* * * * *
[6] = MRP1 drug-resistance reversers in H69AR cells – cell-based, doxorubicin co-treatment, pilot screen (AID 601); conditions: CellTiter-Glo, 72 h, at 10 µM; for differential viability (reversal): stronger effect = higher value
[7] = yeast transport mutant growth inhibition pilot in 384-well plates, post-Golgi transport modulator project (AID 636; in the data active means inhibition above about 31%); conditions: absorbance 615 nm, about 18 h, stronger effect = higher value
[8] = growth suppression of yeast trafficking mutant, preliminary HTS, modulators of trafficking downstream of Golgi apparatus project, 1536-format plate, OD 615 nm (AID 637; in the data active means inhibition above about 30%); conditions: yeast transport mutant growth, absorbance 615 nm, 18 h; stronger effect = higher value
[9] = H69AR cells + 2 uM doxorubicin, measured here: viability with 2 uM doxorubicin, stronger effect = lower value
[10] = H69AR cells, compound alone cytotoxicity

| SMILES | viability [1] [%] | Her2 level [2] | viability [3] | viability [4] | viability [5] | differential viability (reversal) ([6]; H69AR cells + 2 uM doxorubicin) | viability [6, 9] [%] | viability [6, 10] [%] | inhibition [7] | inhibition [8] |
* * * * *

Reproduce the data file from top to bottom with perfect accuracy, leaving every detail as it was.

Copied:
[6] = MRP1 drug-resistance reversers in H69AR cells – cell-based, doxorubicin co-treatment, pilot screen (AID 601); conditions: CellTiter-Glo, 72 h, at 10 µM; for differential viability (reversal): stronger effect = higher value
[7] = yeast transport mutant growth inhibition pilot in 384-well plates, post-Golgi transport modulator project (AID 636; in the data active means inhibition above about 31%); conditions: absorbance 615 nm, about 18 h, stronger effect = higher value
[8] = growth suppression of yeast trafficking mutant, preliminary HTS, modulators of trafficking downstream of Golgi apparatus project, 1536-format plate, OD 615 nm (AID 637; in the data active means inhibition above about 30%); conditions: yeast transport mutant growth, absorbance 615 nm, 18 h; stronger effect = higher value
[9] = H69AR cells + 2 uM doxorubicin, measured here: viability with 2 uM doxorubicin, stronger effect = lower value
[10] = H69AR cells, compound alone cytotoxicity

| SMILES | viability [1] [%] | Her2 level [2] | viability [3] | viability [4] | viability [5] | differential viability (reversal) ([6]; H69AR cells + 2 uM doxorubicin) | viability [6, 9] [%] | viability [6, 10] [%] | inhibition [7] | inhibition [8] |